I.D you are correct about the law.   Very few law graduates actually make it in the legal field.   They are the top graduates of the top law schools.   The rest usually fall into the swarm.   My neighbor's son graduated from well known California law school, passed the bar exams and couldn't get a job to save his ass.   Last I heard he was working as a clerk in a drug store.

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Re: Poorly-paid neighbor
« Reply #23 on: July 02, 2018, 01:51:08 pm »
Parsing a point to death misses the real point being made by a country mile!!!

Ok, MEDICINE. Or SOMETHING lucrative.

The grass IS often greener. A high school classmate got his law degree several years after I graduated and went to work in Silicon Valley for a year, and he is now the senior counsel for a major IT infrastructure provider (a spinoff of NCR.)

Your mileage will vary.

In some fields and some circumstances, my entire point was that life can and does fall before you in a fairly satisfying upward path.

For us NOT.

Therefore

YOU NEED TO DESIGN YOUR LIFE.

You can always pick someone who entered a good field and made really shitty strategic decisions. So they're kind of like us!

YOU NEED TO DESIGN YOUR LIFE.

Do you disagree with that point or should we continue to debate stupid shit and pick people who almost went out of their way to choose failure? (speaking to ID)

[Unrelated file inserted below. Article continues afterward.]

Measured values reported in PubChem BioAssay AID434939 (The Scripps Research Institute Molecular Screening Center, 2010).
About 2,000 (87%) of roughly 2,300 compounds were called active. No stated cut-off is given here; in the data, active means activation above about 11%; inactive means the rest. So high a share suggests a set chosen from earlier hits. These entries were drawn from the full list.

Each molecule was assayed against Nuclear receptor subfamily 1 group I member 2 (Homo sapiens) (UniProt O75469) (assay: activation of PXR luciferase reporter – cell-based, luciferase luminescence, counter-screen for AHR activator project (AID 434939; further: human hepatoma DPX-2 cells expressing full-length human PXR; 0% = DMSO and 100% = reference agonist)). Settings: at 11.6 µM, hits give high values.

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Re: Poorly-paid neighbor
« Reply #24 on: July 02, 2018, 03:12:15 pm »
I actually don't think I was debating anything since I think it's self-evident that people have to design their lives. I thought my data points about lawyers and IT might interest a few people.





ilconsiglliere

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Re: Poorly-paid neighbor
« Reply #25 on: July 03, 2018, 10:33:30 am »
Parsing a point to death misses the real point being made by a country mile!!!

Ok, MEDICINE. Or SOMETHING lucrative.

The grass IS often greener. A high school classmate got his law degree several years after I graduated and went to work in Silicon Valley for a year, and he is now the senior counsel for a major IT infrastructure provider (a spinoff of NCR.)

Your mileage will vary.

In some fields and some circumstances, my entire point was that life can and does fall before you in a fairly satisfying upward path.

For us NOT.

Therefore

YOU NEED TO DESIGN YOUR LIFE.